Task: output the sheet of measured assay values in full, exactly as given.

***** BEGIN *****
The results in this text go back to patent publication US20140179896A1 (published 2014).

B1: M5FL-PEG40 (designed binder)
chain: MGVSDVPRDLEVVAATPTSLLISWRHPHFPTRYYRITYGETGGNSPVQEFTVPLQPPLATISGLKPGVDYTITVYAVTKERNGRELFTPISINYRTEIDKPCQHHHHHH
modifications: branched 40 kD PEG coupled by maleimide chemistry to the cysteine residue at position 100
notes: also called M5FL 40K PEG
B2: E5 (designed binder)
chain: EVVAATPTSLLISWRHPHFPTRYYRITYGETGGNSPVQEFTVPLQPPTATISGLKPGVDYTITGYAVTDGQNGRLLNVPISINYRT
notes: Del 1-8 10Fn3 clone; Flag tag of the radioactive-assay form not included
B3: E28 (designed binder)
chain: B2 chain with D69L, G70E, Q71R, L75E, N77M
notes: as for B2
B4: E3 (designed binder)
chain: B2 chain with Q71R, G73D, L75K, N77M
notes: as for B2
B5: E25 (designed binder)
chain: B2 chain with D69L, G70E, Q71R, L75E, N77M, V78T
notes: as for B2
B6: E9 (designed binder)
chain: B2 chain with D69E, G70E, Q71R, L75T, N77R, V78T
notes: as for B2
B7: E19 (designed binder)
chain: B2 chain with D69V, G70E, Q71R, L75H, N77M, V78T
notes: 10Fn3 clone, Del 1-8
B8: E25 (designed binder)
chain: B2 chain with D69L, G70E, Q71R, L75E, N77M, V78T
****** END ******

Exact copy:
The results in this text go back to patent publication US20140179896A1 (published 2014).

B1: M5FL-PEG40 (designed binder)
chain: MGVSDVPRDLEVVAATPTSLLISWRHPHFPTRYYRITYGETGGNSPVQEFTVPLQPPLATISGLKPGVDYTITVYAVTKERNGRELFTPISINYRTEIDKPCQHHHHHH
modifications: branched 40 kD PEG coupled by maleimide chemistry to the cysteine residue at position 100
notes: also called M5FL 40K PEG
B2: E5 (designed binder)
chain: EVVAATPTSLLISWRHPHFPTRYYRITYGETGGNSPVQEFTVPLQPPTATISGLKPGVDYTITGYAVTDGQNGRLLNVPISINYRT
notes: Del 1-8 10Fn3 clone; Flag tag of the radioactive-assay form not included
B3: E28 (designed binder)
chain: B2 chain with D69L, G70E, Q71R, L75E, N77M
notes: as for B2
B4: E3 (designed binder)
chain: B2 chain with Q71R, G73D, L75K, N77M
notes: as for B2
B5: E25 (designed binder)
chain: B2 chain with D69L, G70E, Q71R, L75E, N77M, V78T
notes: as for B2
B6: E9 (designed binder)
chain: B2 chain with D69E, G70E, Q71R, L75T, N77R, V78T
notes: as for B2
B7: E19 (designed binder)
chain: B2 chain with D69V, G70E, Q71R, L75H, N77M, V78T
notes: 10Fn3 clone, Del 1-8
B8: E25 (designed binder)
chain: B2 chain with D69L, G70E, Q71R, L75E, N77M, V78T